This series by American studies professor Ben Railton explores the connections between America’s past and present.
The past week has seen two prominent stories involving international refugees coming to the United States. Republican Congressman Matt Rosendale vocally objected to a plan to relocate 75 Afghan refugees to his home state of Montana, accusing the Biden administration of “flooding our communities with unvetted refugees.” While the administration is moving forward with the plan for Afghan refugee resettlement, it has responded quite differently to an influx of Haitian refugees fleeing that nation’s multiple natural disasters: the Department of Homeland Security is working to expel all those refugees, and at the same time continuing with prior policies of deporting other Haitian migrants.
These two federal policies might seem contradictory, but in fact they are in keeping with a longstanding, frustrating American duality: our tendency to accept refugees from nations affected by or part of global conflicts in which the U.S. is directly involved, while turning away those for whom America’s self-interest is less clearly affected — but whose situations are no less dire or in need of our aid.
A close parallel to the current Afghan refugee resettlement was the U.S. acceptance of refugees at the end of the Vietnam War. Shortly after the fall of Saigon in April 1975, the Ford administration authorized the evacuation and resettlement in the U.S. of 140,000 South Vietnamese and Cambodian refugees. This policy was met with the same kinds of fears and prejudices being expressed today by Congressman Rosendale and others, but the resettlement continued and became the origin point for the ongoing development of a vibrant Vietnamese American community. Ultimately, more than three million such refugees fled Vietnam, Laos, and Cambodia in the decades following the war’s conclusion, and more than one million of them would end up in the United States.
Five years after the fall of Saigon, in April 1980, the United States was faced with another urgent refugee crisis, as some 125,000 Cubans gathered in that nation’s Mariel Harbor, given a singular chance by the Castro regime to flee the country. While the U.S. had in no way directly caused this refugee crisis, its relationship with Cuba and Castro had for decades been a central focus of broader Cold War conflicts with the Soviet Union and communist regimes around the world. It seems clear that such global concerns, along with genuine humanitarian goals to be sure, influenced the Carter administration’s decision to take part in the Mariel boatlift and welcome the Marielitos (as the refugees came to be known) to the United States, where many of them settled in Miami and South Florida.
It is of course understandable that U.S. federal policies would be tied to national interests, and those practical factors behind these decisions did not in any way minimize the real and meaningful effects for the hundreds of thousands of refugees given the opportunity to come to the United States. The problem, instead, is that in those moments when American interests do not seem implicated, it becomes all too easy for the government to reject refugees, an attitude that can lead to truly tragic results for the world’s most devastated and desperate communities.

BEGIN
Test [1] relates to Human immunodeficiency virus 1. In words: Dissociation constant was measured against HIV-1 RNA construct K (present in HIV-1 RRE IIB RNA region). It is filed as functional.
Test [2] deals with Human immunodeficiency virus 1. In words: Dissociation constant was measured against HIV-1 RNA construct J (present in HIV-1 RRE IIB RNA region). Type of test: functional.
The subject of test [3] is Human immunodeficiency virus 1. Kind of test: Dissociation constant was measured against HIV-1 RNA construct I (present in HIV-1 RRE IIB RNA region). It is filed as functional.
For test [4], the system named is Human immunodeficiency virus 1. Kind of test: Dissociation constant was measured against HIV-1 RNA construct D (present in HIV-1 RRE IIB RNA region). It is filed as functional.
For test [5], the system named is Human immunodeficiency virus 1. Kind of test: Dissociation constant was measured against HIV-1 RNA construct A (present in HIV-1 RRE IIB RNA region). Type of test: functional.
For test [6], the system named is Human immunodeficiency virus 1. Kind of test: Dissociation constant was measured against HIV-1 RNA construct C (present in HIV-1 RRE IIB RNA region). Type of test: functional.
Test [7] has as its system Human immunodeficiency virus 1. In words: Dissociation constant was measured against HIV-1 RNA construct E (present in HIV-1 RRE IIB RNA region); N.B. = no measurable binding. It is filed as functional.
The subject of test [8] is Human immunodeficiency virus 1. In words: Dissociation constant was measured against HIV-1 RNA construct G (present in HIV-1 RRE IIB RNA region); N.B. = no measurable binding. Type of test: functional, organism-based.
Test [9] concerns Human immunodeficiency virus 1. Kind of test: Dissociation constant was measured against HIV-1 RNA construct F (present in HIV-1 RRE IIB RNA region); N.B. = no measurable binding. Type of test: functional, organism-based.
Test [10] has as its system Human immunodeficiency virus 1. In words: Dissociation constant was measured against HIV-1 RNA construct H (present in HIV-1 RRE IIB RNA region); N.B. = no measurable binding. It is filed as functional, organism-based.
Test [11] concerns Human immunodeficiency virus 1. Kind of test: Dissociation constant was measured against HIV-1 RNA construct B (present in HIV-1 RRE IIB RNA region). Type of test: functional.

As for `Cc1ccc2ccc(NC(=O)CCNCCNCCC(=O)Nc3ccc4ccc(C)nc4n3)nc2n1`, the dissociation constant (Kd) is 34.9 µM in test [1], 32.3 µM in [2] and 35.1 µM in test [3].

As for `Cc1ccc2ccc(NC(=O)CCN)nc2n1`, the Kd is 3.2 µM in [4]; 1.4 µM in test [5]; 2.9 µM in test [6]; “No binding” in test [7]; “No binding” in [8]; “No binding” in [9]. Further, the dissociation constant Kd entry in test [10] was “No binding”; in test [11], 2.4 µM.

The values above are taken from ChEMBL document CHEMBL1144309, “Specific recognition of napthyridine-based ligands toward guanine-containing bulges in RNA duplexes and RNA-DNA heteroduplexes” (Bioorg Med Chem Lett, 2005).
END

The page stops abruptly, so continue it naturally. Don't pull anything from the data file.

One of the most striking such rejections was of Jewish refugees from Nazi Germany and the Holocaust throughout World War II. Ironically enough, the most prominent moment involved a boat full of refugees within sight of Miami, just over four decades before the Mariel boatlift. In June 1939, the MS St Louis, a liner carrying more than 900 German Jewish refugees fleeing Hitler’s regime in the aftermath of the brutal November 1938 state organized pogrom known as Kristallnacht, reached the U.S. coast. The ship had originally been headed for Cuba, as many of the passengers had purchased Cuban visas in Germany; but Cuban officials refused to even let them disembark, much less honor those visas, and so the vessel made its way north to the United States.
The U.S. government was officially neutral in the unfolding conflict between Nazi Germany and its European neighbors (as it would remain for two more years), and so could easily have welcomed these refugees, likely with no diplomatic issues. But the Roosevelt administration took precisely the opposite approach, not only refusing to allow any of the passengers to formally enter the United States, but also ordering the Coast Guard to follow the St Louis to ensure that none of them attempted to jump overboard. After Canada likewise denied the refugees entrance, the ship eventually returned to Europe. Just over 200 of the 900 passengers were taken in by France, and the rest were forced to return to Germany where they were placed in concentration camps and where far too many of them died in the unfolding genocide that came to be known as the Holocaust.
“Send these, the homeless, tempest-tossed to me,/I lift my lamp beside the golden door!” So speaks the “Mother of Exiles,” the Statue of Liberty, as given voice by Jewish American poet Emma Lazarus in her poem “The New Colossus” so famously engraved on that statue’s pedestal. It’s true that some of those exiles, those homeless and tempest-tossed refugees, are more directly the result of U.S. policies or histories than others. But they are all equally “yearning to breathe free,” all facing desperate circumstances that can all too easily end in the worst human tragedies, and the golden door should be as open and welcoming to them all. May we remember that for the thousands of Haitian refugees in Texas today, and for every global refugee community as well.
Featured image: Jewish refugees aboard the MS St. Louis (United States Holocaust Memorial Museum, courtesy of National Archives and Records Administration, College Park)
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